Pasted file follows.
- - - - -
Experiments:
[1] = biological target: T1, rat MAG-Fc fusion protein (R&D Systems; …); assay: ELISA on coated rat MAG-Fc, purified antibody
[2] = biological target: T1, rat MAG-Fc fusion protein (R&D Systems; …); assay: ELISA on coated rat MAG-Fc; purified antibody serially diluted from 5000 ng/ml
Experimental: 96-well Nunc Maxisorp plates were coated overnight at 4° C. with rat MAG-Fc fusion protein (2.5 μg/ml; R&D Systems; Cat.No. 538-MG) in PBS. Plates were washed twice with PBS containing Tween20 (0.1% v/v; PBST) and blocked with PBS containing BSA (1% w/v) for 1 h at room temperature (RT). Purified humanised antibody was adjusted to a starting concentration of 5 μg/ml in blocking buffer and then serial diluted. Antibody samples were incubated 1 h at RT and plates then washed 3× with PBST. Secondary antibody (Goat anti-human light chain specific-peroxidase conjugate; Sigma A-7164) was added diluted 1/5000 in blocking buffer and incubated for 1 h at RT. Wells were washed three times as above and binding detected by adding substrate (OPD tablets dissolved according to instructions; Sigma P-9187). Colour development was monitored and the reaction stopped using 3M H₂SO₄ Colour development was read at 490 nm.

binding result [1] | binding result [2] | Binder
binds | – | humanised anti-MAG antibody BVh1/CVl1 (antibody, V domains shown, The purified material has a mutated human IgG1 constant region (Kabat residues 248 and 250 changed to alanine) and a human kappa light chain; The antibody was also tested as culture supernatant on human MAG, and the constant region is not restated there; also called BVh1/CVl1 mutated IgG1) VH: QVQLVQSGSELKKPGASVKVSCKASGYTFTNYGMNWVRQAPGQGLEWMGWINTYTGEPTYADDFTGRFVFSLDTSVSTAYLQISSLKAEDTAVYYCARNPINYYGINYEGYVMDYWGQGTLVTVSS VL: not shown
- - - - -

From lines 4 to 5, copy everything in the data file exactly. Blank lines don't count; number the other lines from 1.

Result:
Experimental: 96-well Nunc Maxisorp plates were coated overnight at 4° C. with rat MAG-Fc fusion protein (2.5 μg/ml; R&D Systems; Cat.No. 538-MG) in PBS. Plates were washed twice with PBS containing Tween20 (0.1% v/v; PBST) and blocked with PBS containing BSA (1% w/v) for 1 h at room temperature (RT). Purified humanised antibody was adjusted to a starting concentration of 5 μg/ml in blocking buffer and then serial diluted. Antibody samples were incubated 1 h at RT and plates then washed 3× with PBST. Secondary antibody (Goat anti-human light chain specific-peroxidase conjugate; Sigma A-7164) was added diluted 1/5000 in blocking buffer and incubated for 1 h at RT. Wells were washed three times as above and binding detected by adding substrate (OPD tablets dissolved according to instructions; Sigma P-9187). Colour development was monitored and the reaction stopped using 3M H₂SO₄ Colour development was read at 490 nm.

binding result [1] | binding result [2] | Binder